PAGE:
Editor: Marc Bridle
Webmaster: Len Mullenger
Seen and Heard International Opera Review
Conductor: Mikko Franck
Set Designer: Hans Schavernoch
Gurnemanz: Matti Salminen
Chorus and Orchestra of Finnish National Opera
This an overtly 'spiritual' production in which Wagner's underlying commitment to Schopenhauer's philosophy and his researches into Hinduism, Buddhism and Christian symbolism, are mixed together seamlessly by the explicit representation of compassion in action. 'Nothing touches me seriously, save in so far as it awakes in me fellow-feeling, that is, fellow-suffering,' Wagner wrote for Frau Wesendonck in his 'Venice Diary'. 'This compassion I recognise as the strongest feature of my moral being, and presumably it is also the fountain-head of my art.'
To illustrate the centrality of compassion from the outset, during the Prelude the curtain rises to show most of the cast (including Kundry and Klingsor) arranged round the zig-zagged illuminated pathway which appears in every scene running from front to back of the stage. At the top of the pathway, three Buddhist monks are seated observing the action, which they do repeatedly in many subsequent scenes, excepting those in Act II. As the Prelude comes to an end, sections of the stage are lowered taking Kundry and Klingsor out of sight and separating the monks from the cast.
Act I shows a tetchy Gurnemanz irritated with the attendant Knights over their indolence with the preparation of Amfortas' bath. Kundry appears bringing her balm from Arabia and Parsifal shoots a realistic swan. When the transformation to the Grail Ceremony occurs, skilled use is made of the zig-zag pathway, of a large obelisk-shaped free-floating boom (which features in other scenes in many different guises) of cathedral-like gauzes and backdrop and of the stage's capacity to raise, lower and rotate individual sections. This (and its repetition in Act III) is particularly spectacular and typical of the high-quality stage work from FNO.
In Act II Klingsor taunts Kundry mercilessly with the Spear, clearly displaying the undertones of power and sexuality that characterise their relationship. Compassion is completely absent here and Parsifal's temptations, first by the Flower Maidens (shown as a video of naked young women mixed with flower images) and later by Kundry are particularly explicit. How Amfortas succumbed to Kundry's advances is easily understood in this production, and the principals act so well here that there is real doubt as to whether Parsifal will yield too. As a final piece of stage magic, the transfer of the Spear from Klingsor to Parsifal is splendid: blink and you've missed it; don't blink and it's baffling.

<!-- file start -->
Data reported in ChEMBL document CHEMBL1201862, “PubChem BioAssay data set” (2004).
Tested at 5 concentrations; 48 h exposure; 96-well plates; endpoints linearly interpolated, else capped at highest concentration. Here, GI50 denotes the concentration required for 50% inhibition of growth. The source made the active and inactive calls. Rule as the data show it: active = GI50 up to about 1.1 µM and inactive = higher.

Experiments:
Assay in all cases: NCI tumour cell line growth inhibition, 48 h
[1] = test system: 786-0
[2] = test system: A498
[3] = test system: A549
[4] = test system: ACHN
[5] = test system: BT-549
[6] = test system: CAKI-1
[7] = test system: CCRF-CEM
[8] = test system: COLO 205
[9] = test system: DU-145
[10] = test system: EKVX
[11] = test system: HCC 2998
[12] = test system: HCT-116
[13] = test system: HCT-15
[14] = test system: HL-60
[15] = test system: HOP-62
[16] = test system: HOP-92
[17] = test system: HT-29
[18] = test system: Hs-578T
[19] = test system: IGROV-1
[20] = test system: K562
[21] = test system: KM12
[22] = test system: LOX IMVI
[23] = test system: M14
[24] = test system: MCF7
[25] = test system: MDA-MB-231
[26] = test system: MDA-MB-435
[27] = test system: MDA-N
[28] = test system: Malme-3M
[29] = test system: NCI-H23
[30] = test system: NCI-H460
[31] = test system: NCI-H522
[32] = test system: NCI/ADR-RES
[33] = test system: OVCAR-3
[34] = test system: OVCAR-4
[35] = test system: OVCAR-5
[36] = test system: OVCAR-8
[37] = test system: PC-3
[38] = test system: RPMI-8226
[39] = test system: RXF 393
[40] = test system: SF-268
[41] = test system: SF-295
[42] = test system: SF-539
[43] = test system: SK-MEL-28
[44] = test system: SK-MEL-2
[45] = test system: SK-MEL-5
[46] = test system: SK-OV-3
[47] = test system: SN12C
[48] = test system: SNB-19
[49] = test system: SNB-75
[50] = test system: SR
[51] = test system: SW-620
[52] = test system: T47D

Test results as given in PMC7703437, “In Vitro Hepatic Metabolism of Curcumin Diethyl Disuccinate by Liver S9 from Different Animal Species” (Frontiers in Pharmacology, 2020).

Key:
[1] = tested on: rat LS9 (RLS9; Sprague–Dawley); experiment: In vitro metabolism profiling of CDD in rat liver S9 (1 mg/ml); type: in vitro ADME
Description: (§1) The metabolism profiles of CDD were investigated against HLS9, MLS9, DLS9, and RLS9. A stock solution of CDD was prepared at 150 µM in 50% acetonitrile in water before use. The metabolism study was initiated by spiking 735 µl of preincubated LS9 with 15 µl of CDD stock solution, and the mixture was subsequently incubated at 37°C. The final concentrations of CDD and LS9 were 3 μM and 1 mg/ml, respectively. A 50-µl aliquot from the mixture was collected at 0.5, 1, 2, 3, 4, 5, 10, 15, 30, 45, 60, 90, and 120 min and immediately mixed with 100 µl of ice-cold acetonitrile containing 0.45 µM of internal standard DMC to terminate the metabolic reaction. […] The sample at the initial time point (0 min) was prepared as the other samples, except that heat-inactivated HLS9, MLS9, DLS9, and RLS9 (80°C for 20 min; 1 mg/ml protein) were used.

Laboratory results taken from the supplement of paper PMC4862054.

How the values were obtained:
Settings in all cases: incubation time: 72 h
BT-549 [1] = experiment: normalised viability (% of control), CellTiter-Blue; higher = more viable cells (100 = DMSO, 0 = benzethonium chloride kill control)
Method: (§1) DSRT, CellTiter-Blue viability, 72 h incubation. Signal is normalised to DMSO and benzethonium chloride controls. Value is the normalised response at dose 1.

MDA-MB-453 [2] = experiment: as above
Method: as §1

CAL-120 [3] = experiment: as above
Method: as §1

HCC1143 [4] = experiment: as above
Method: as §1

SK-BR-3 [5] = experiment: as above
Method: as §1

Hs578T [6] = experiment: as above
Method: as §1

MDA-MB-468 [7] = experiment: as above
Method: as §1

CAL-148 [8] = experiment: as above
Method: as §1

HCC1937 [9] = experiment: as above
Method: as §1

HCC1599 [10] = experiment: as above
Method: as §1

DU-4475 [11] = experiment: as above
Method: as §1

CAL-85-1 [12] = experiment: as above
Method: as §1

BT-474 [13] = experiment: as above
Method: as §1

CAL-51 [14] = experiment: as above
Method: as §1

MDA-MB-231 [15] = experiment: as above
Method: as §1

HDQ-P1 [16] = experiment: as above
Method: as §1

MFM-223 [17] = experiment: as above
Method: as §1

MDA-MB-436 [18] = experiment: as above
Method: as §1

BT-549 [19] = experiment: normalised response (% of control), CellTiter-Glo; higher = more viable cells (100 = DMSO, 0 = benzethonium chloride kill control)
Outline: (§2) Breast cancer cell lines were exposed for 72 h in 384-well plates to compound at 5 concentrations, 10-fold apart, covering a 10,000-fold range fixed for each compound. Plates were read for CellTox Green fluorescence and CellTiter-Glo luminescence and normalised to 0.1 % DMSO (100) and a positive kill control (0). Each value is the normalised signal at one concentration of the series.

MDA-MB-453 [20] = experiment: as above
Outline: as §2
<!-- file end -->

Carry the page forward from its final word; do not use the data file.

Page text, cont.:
In Act III, Parsifal enters,obviously confused and exhausted by his trials, and is greeted with true affection by Gurnemanz. The ubiquitous pathway glows with Spring colours to match the Good Friday music and Kundry (Magdalene-like now) washes Parsifal's feet before drying them with her hair. In the Grail Hall, the Knights grieve over Titurel's coffin and are angry at Amfortas' reluctance to perform the ceremony. When Amfortas finally picks up the Grail cup, he threatens to smash it at first and even after Parsifal heals him, he seems soul-sick and longing for death.
The Buddhist monks observe the action silently while a boy who is with them offers Parsifal a drink. When the Grail ritual is completed, the Spear is seated into a slot across the rim of the glowing cup and both are lifted skywards by the obelisk boom. The boom becomes an upright Hindu lingam topped by the spear and grail cup, which are then transformed into a dove. As their utimate gesture, the monks offer Gurnemanz, Kundry and Parsifal scarves and lead them slowly from the stage. Amfortas remains motionless below the obelisk dove/lingam: he has found his release, the ultimate compassion.
This is a superb production and certainly one of the finest that FNO has done in recent years. Apart from the innate intelligence of Harry Kupfer's direction (the production makes so much sense) everything else about it was fairly well faultless in this performance. Fine singing from all of the principals - it's hard to believe that Päivi Nisula was once a mezzo or that Jorma Silvasti was so criticised in London for his Siegmund - was matched by first-rate sets and lighting. Mikko Franck too (only 25 years old but already FNO's next Music Director) steered the orchestra and chorus masterfully through this profound and difficult score. Less obviously cerebral than Jurowski was at WNO in 2003, he clearly feels the emotion in the work acutely and great things can surely be expected of him in the future.
The most abiding memory from the production however will be the quality of the acting from the whole cast. Nisula's Kundry was genuinely seductive, Salminen's Gurnemanz was a warts-and-all human for once, and Uusitalo's Amfortas was truly sick at heart. Special mention should go though to Jorma Silvasti's Parsifal (every inch the innocent made wise by compassion) and to Esa Ruuttenen's menacing Klingsor. In his case I have often wondered whether his vocation as an ordained Christian minister helps make him such a wonderful operatic villain; if so it's a very great asset.
The major cheers must be for Harry Kupfer though: this Parsifal is a remarkable achievement.
Photographs © Stefan Bremer, Finnish National